Communicating With a Face Mask: What Colleges Need to Know for Deaf Students (and Everyone)

Whether made of brightly-colored cotton or medical-grade materials, face masks are now a fact of life during the pandemic to help prevent the spread of COVID-19. But face masks can make communication difficult, especially for deaf students, faculty, and staff at your college — and it’s an issue that transcends the classroom.

Vocational Rehabilitation During COVID-19: A Live Online Discussion for Transition Professionals

 

Learn more about the outcome of the live online discussion here.

Disability Services During COVID-19: Supporting Deaf Students and Preparing for an Uncertain Fall 2020

From finding face masks to facing unknown details for fall semester, disability services professionals at hundreds of U.S. colleges and universities are finding unique ways to serve deaf college students, faculty, and staff during the COVID-19 pandemic.

Deaf at Work During the Pandemic: Making Gains with Flexibility, Optimism, and Resilience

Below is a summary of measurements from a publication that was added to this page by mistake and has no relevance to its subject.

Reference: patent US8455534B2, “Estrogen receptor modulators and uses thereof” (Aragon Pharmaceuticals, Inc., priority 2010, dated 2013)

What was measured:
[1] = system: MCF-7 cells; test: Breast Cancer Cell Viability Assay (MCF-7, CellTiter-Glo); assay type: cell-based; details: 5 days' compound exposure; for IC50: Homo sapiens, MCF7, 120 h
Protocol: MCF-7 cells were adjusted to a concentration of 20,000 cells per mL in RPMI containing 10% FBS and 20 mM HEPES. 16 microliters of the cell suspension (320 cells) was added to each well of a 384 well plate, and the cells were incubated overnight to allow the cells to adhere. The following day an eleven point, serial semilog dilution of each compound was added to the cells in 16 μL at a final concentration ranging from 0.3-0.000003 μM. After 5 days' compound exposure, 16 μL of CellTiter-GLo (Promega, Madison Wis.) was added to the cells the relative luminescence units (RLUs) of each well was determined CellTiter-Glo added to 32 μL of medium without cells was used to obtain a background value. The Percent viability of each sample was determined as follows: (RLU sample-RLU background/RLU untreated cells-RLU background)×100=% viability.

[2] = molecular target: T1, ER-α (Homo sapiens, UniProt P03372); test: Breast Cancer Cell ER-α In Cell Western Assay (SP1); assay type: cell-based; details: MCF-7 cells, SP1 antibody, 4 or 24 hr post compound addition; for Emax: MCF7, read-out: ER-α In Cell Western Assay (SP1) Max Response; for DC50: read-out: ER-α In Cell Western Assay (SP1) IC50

State Leaders Gather to Strategize Transition Planning and Services for Deaf Youth During COVID-19

Determined to provide vital transition services for deaf youth despite a global pandemic, 45 leaders in education and vocational rehabilitation (VR) from 25 states gathered online on May 28 for a special event, “Transition Planning in the Time of COVID-19,” organized by the Engage for Change | state team at the National Deaf Center on Postsecondary Outcomes (NDC).

Congratulations, Class of 2020: Celebrating Your #DeafSuccess!

Serving Deaf College Students: A Live Discussion on Navigating COVID-19 and Beyond

 

Learn more about the outcome of the online live discussions here.

Deaf Success Story: Carlos Aponte-Salcedo, School Counselor and Administrator

Join Us for TWO #DeafAtWork Online Panels — May 27 and June 9

Pandemic Taking Unique Toll on Deaf College Students, According to New Poll

As U.S. college students grapple with the effects of the COVID-19 pandemic, a new poll reveals the crisis is taking a unique toll on deaf students.

Seventy-four percent of deaf college students consider online learning harder than traditional learning, and many are being denied American Sign Language (ASL) interpreters, according to a poll by the National Deaf Center on Postsecondary Outcomes at the University of Texas at Austin.

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